Rarely leaving Corvallis, I decided to set out on an adventure for spring break. The Valley of the Giants is a small grove of old growth Douglas Fir and Western Hemlock that survived logging operations due to a surveying error. In the 1970’s Oregonians worked to protect the Valley, establishing it as a pristine natural area. Located down a winding network of logging roads, I found a map and some directions and loaded up my bicycle for a five day bike tour.
A veteran to touring, loading the bike is therapeutic. On the road you pack and repack your bike many times in a day, but the first time is always slow. Do I have everything? Well no, I forgot my rainfly, or my bike pump, eventually wrangling all of the gear into the minimal cargo capacity of the bike. Excited to be on the road again, but somewhat intimidated by the wilderness that I would be exploring, I gave the bike a final once over before heading out.
My roommate Carl, who has biked across the US from west to east, decided to join me for the ride out of town. We left the Peace House under overcast skys, and soon found ourselves on the outskirts of town. Carl is a wonderful riding partner, with a rock steady personality and an excellent knowledge of local roads. Cresting the first big hill, we plunged away from Corvallis into vast farm land. The quiet country roads filled me with nostalgia, remembering the Uwharrie Challenge bike rides from summer camp. Sharing that story as we rode along, my spirit regained the freedom of heading towards the horizon under your own power.
All to soon, we reached the point where Carl was going to loop around back towards town. Taking a minute to eat fig newtons by the road, we wished each other safe travel as I was on my way. Typical of life in Oregon, an aggressive mist was gently soaking me, so I changed into my rain jacket was happy to find a steady wind at my back. Blasting north, my body felt strong and my mind was clearing. The simple pleasure of doing what you love.
The mist picked up into a full out rain. Deciding to wait it out, I pulled the bike into an empty house construction site, and found a nice dry spot in the garage. Taking the moment to check the gear and shuffle my clothes, the rain died down and I got back on the road. My destination was Independence, Oregon, where my old scouting friend, Tom Moose, lives. Taking the back roads is always a treat, as you’re able to focus on the world around you instead of the rush of cars. Soon I was welcomed to Independence by a large sign, meanwhile realizing that my front tire was leaking air.
Pulling off the road I was thankful that I had made it to town before getting the flat. I figure the construction site, littered with nails and staples, had something to do with the puncture. Overwhelmed by the traffic noise, as I was right beside the bridge over the Willamette at rush hour, I walked the bike down a local road to find some peace. Realizing that a flat is part of almost any trip, I was glad to get it out of the way, and in many ways, the peaceful zen of bicycle maintenance makes the experience quite enjoyable. Instead of stressing about the flat, I was filled with confidence that I know how to fix the bike and know how to work in unison with it. The afternoon sun blasted through the clouds, as I took the opportunity to sun dry my gear while I tinkered with the bike.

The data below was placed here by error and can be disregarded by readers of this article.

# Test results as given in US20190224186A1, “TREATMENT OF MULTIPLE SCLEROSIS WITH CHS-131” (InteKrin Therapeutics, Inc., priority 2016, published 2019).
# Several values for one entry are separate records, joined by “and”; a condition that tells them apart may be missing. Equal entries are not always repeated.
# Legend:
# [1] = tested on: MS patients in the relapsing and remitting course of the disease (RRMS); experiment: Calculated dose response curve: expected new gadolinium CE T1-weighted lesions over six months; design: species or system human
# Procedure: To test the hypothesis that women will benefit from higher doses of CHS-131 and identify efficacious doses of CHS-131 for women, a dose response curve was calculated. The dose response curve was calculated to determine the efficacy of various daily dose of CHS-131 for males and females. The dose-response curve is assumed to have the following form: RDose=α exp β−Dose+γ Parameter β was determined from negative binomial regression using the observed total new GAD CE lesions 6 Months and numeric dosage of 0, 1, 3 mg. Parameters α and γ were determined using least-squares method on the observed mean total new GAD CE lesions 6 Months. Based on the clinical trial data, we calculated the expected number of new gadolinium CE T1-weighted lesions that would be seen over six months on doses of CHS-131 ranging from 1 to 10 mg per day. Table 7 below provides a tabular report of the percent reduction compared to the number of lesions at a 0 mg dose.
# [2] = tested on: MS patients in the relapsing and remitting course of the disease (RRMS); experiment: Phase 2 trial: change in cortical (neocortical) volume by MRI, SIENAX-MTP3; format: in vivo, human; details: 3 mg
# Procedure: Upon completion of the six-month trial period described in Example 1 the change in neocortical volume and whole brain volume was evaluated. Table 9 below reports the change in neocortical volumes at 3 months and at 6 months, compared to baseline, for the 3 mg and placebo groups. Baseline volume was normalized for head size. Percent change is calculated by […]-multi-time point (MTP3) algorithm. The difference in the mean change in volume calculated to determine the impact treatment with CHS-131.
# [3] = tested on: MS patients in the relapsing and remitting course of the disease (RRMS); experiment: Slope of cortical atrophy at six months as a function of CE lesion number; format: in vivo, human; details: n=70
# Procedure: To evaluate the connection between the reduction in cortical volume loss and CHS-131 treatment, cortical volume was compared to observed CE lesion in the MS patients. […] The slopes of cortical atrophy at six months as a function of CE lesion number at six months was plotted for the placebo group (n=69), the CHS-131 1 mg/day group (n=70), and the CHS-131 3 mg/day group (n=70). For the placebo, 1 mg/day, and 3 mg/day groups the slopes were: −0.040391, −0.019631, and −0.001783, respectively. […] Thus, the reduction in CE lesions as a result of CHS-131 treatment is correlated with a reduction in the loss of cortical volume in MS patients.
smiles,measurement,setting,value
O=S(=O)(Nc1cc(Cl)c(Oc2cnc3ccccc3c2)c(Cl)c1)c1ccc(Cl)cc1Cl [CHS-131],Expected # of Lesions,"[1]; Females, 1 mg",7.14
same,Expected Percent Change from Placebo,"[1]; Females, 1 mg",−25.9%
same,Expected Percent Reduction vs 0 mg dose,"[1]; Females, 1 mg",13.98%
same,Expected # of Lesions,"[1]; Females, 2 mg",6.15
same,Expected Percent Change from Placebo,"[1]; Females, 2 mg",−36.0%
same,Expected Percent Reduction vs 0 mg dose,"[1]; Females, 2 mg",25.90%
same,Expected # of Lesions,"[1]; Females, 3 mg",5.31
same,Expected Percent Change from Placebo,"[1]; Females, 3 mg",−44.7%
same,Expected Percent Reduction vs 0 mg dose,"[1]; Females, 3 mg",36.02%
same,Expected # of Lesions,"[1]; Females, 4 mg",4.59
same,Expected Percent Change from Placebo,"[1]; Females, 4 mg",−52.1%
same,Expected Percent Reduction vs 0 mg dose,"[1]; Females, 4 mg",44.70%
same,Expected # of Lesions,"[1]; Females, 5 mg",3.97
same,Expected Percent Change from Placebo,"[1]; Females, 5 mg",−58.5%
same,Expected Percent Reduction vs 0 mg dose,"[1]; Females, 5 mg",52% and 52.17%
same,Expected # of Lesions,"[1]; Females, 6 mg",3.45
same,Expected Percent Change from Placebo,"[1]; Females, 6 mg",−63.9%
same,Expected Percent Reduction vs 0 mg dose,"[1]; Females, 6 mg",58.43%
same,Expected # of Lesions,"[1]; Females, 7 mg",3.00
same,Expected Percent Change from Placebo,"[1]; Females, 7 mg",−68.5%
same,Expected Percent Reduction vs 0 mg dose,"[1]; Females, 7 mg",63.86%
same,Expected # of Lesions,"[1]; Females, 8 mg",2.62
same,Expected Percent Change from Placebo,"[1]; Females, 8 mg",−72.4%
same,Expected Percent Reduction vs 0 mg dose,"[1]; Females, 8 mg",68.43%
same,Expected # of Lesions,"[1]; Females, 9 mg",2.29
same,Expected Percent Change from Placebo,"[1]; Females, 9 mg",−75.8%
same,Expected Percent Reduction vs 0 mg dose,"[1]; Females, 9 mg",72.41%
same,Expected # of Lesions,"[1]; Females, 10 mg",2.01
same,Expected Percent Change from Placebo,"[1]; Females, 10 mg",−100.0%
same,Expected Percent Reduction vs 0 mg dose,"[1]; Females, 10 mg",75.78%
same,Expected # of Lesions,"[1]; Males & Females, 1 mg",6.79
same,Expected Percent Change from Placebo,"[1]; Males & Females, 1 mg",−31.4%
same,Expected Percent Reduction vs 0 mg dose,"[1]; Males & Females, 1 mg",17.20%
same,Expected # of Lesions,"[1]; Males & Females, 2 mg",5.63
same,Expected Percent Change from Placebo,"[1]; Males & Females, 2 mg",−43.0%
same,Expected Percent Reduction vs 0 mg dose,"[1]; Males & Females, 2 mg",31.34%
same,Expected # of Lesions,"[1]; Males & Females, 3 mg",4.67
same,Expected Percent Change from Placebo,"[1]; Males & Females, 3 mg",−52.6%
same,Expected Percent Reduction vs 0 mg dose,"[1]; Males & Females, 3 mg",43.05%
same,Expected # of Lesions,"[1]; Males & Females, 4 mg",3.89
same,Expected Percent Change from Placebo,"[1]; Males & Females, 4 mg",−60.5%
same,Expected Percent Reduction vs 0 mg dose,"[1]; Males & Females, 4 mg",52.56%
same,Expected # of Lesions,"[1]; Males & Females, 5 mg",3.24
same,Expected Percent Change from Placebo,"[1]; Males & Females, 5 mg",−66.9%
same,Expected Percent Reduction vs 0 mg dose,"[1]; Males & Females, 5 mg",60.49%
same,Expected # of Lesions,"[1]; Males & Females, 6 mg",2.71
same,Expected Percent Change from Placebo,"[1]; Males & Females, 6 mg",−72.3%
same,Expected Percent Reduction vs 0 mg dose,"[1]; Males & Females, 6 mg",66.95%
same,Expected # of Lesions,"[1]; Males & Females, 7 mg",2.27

Rolling again, I set off for a slow stroll through town. Tommy was still at work for a few more hours, so I explored Independence. Truly classic small town America, the quite back streets were filled with historic buildings and people enjoying the afternoon sun. Finding my way down to the riverfront park, I mused about bringing my bicyclist agenda to places like this. Around sunset Tommy gave me a call, and I made the short ride over to his place.
Catching up, and enjoying a fine dinner, I was glad to make the visit. A year ago, I spent almost every night couch surfing around, entertaining folks with stories from my vibrant life. Now a days, I have a steady residence and a post office box. Playing a little dulcimer, Tommy and I settle into a philosophical discussion, ultimately resulting in the conclusion that the solution to the worlds problems is empathy. Settling in for the night, I found myself in a bed, but eventually was able to sleep.
A bright morning greeted us, as we enjoyed biscuits for breakfast. Oregon is seriously lacking in the biscuit department, and it’s always a joy to eat with a fellow North Carolinian. The dishes washed, and some more philosophy, Tommy thanked me for getting him out of his regular routine, as we said our farewells. Climbing on the bike again, I made my way through town heading for the wilderness.
Stopping at a graveyard on top of a hill just outside of town, I stretched out while enjoying the rich greenness of Oregon’s rolling beauty. A crop duster plane was making passes over a field nearby, and soon was back on the road. The rural farms were further and further apart, eventually making it to the first gravel road. Coming around a corner, heavy foggy rain was ahead, so I stopped and waited underneath some dense trees. Amazed at how dry it was under the trees I took some time to reflect on the ride and settle myself into the slower gravel road riding.
As I continued to ride, evidence of civilization grew more sparse. Most of the land is used for lumber, and is in various stages of regrowth following logging operations. Cars were a rarity, loud beast roaring down the roads, while I pulled over to let them pass. The road I was following was once a logging railroad, so the gentle grade was a pleasant ride. Similarly, the roads were very well maintained making for easy progress alongside a winding river. Coming to fork in the road that went across a bridge, I studied my map and directions, and decided to make the turn. The path was much steeper and rougher, as I struggled up a hill. The occasional mile markers painted on trees started over at zero again, and doubt filled my mind. Is this the right way? Cresting the hill, I decided to just camp for the evening and figure it out in the morning.